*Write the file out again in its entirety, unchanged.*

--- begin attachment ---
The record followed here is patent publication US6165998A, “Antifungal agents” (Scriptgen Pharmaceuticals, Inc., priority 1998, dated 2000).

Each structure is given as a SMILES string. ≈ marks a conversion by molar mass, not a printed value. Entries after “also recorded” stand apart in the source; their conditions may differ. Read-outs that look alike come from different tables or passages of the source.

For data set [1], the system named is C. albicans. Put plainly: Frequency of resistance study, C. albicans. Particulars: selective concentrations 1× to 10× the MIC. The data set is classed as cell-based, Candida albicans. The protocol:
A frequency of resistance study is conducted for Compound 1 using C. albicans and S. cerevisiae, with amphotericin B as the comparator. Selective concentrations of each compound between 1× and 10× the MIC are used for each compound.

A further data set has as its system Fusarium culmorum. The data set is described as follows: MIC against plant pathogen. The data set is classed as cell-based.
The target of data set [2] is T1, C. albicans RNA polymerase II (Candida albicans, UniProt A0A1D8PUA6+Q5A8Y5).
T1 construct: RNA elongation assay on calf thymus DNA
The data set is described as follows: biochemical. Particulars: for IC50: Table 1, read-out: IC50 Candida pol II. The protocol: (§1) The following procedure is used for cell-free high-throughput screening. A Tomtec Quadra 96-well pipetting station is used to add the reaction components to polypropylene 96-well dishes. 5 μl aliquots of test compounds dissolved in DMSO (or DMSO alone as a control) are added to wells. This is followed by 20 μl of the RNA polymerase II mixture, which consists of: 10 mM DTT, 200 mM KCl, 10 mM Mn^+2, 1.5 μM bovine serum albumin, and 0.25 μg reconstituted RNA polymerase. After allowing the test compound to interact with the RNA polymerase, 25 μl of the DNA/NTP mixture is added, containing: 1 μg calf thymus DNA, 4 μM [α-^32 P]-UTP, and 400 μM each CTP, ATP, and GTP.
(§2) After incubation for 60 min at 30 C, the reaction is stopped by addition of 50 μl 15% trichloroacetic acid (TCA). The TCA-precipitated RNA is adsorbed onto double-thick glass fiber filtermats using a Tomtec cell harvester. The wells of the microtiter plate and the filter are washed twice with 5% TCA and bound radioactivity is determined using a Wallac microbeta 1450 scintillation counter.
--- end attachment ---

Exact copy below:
The record followed here is patent publication US6165998A, “Antifungal agents” (Scriptgen Pharmaceuticals, Inc., priority 1998, dated 2000).

Each structure is given as a SMILES string. ≈ marks a conversion by molar mass, not a printed value. Entries after “also recorded” stand apart in the source; their conditions may differ. Read-outs that look alike come from different tables or passages of the source.

For data set [1], the system named is C. albicans. Put plainly: Frequency of resistance study, C. albicans. Particulars: selective concentrations 1× to 10× the MIC. The data set is classed as cell-based, Candida albicans. The protocol:
A frequency of resistance study is conducted for Compound 1 using C. albicans and S. cerevisiae, with amphotericin B as the comparator. Selective concentrations of each compound between 1× and 10× the MIC are used for each compound.

A further data set has as its system Fusarium culmorum. The data set is described as follows: MIC against plant pathogen. The data set is classed as cell-based.
The target of data set [2] is T1, C. albicans RNA polymerase II (Candida albicans, UniProt A0A1D8PUA6+Q5A8Y5).
T1 construct: RNA elongation assay on calf thymus DNA
The data set is described as follows: biochemical. Particulars: for IC50: Table 1, read-out: IC50 Candida pol II. The protocol: (§1) The following procedure is used for cell-free high-throughput screening. A Tomtec Quadra 96-well pipetting station is used to add the reaction components to polypropylene 96-well dishes. 5 μl aliquots of test compounds dissolved in DMSO (or DMSO alone as a control) are added to wells. This is followed by 20 μl of the RNA polymerase II mixture, which consists of: 10 mM DTT, 200 mM KCl, 10 mM Mn^+2, 1.5 μM bovine serum albumin, and 0.25 μg reconstituted RNA polymerase. After allowing the test compound to interact with the RNA polymerase, 25 μl of the DNA/NTP mixture is added, containing: 1 μg calf thymus DNA, 4 μM [α-^32 P]-UTP, and 400 μM each CTP, ATP, and GTP.
(§2) After incubation for 60 min at 30 C, the reaction is stopped by addition of 50 μl 15% trichloroacetic acid (TCA). The TCA-precipitated RNA is adsorbed onto double-thick glass fiber filtermats using a Tomtec cell harvester. The wells of the microtiter plate and the filter are washed twice with 5% TCA and bound radioactivity is determined using a Wallac microbeta 1450 scintillation counter.